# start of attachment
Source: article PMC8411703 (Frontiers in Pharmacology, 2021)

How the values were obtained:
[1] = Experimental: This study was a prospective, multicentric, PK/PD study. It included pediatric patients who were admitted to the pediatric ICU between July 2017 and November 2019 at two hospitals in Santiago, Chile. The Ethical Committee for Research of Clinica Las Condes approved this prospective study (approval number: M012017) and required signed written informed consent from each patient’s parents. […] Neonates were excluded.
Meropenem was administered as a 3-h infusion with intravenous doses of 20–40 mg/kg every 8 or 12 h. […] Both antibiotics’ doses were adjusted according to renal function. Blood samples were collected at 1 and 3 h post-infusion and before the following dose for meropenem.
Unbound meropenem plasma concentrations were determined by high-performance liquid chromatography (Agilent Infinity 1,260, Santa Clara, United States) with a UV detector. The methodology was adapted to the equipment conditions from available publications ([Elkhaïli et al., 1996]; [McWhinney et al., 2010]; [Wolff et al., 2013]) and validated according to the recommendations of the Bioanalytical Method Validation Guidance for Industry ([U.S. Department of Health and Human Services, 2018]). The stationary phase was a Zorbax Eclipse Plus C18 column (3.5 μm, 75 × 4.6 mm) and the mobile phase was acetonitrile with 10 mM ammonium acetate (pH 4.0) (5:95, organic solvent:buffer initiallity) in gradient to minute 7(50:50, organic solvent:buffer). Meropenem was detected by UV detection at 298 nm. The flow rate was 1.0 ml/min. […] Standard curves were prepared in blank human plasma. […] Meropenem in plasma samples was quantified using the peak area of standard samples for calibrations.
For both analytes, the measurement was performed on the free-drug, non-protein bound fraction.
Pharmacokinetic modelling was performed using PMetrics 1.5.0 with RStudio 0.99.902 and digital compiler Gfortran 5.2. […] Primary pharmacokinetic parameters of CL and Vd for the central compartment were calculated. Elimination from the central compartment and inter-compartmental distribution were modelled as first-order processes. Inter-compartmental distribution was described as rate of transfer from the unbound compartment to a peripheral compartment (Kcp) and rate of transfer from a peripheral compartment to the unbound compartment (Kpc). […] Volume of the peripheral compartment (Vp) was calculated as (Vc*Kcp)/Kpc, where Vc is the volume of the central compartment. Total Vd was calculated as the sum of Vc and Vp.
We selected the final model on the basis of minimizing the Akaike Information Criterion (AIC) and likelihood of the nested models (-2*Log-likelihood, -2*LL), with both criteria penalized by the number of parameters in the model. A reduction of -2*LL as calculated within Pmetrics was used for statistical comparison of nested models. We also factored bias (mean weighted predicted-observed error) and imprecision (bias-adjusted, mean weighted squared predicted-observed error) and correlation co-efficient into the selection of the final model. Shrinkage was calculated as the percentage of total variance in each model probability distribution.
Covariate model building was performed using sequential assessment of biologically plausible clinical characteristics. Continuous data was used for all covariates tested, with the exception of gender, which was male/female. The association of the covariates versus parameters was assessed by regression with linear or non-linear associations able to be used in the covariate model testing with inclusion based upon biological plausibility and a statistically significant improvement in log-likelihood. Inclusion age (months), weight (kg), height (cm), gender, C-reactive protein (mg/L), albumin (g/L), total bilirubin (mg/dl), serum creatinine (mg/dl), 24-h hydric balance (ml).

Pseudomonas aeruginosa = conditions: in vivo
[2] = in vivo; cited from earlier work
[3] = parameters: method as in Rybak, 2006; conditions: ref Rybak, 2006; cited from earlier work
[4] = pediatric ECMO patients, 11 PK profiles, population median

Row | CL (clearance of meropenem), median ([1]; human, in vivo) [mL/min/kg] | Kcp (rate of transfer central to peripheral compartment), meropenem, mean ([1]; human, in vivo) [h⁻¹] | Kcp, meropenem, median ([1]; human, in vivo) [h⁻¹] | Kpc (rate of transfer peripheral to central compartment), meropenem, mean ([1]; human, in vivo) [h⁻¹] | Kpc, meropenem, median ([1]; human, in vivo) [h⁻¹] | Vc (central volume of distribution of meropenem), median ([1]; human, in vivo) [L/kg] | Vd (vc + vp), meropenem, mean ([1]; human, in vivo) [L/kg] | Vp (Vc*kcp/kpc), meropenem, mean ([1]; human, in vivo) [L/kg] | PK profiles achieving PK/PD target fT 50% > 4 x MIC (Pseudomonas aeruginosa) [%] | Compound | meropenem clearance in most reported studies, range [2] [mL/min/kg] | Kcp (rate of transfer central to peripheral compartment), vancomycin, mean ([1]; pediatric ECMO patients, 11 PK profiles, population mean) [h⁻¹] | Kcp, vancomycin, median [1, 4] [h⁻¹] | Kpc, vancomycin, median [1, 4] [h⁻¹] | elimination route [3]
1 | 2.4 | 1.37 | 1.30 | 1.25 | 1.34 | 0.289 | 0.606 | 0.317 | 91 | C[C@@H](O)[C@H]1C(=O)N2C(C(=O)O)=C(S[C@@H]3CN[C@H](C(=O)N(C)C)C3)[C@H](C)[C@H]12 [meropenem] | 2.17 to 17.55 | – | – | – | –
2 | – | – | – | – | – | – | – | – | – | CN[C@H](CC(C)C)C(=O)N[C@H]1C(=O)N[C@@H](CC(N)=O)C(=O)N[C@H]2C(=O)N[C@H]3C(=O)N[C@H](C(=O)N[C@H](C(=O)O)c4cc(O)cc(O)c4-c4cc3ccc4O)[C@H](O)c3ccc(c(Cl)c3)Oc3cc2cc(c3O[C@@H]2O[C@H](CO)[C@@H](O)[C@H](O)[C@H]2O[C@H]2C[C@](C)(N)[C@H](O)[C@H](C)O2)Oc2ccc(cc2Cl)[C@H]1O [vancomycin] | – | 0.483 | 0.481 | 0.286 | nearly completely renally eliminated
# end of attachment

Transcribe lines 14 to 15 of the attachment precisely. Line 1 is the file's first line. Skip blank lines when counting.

Row | CL (clearance of meropenem), median ([1]; human, in vivo) [mL/min/kg] | Kcp (rate of transfer central to peripheral compartment), meropenem, mean ([1]; human, in vivo) [h⁻¹] | Kcp, meropenem, median ([1]; human, in vivo) [h⁻¹] | Kpc (rate of transfer peripheral to central compartment), meropenem, mean ([1]; human, in vivo) [h⁻¹] | Kpc, meropenem, median ([1]; human, in vivo) [h⁻¹] | Vc (central volume of distribution of meropenem), median ([1]; human, in vivo) [L/kg] | Vd (vc + vp), meropenem, mean ([1]; human, in vivo) [L/kg] | Vp (Vc*kcp/kpc), meropenem, mean ([1]; human, in vivo) [L/kg] | PK profiles achieving PK/PD target fT 50% > 4 x MIC (Pseudomonas aeruginosa) [%] | Compound | meropenem clearance in most reported studies, range [2] [mL/min/kg] | Kcp (rate of transfer central to peripheral compartment), vancomycin, mean ([1]; pediatric ECMO patients, 11 PK profiles, population mean) [h⁻¹] | Kcp, vancomycin, median [1, 4] [h⁻¹] | Kpc, vancomycin, median [1, 4] [h⁻¹] | elimination route [3]
1 | 2.4 | 1.37 | 1.30 | 1.25 | 1.34 | 0.289 | 0.606 | 0.317 | 91 | C[C@@H](O)[C@H]1C(=O)N2C(C(=O)O)=C(S[C@@H]3CN[C@H](C(=O)N(C)C)C3)[C@H](C)[C@H]12 [meropenem] | 2.17 to 17.55 | – | – | – | –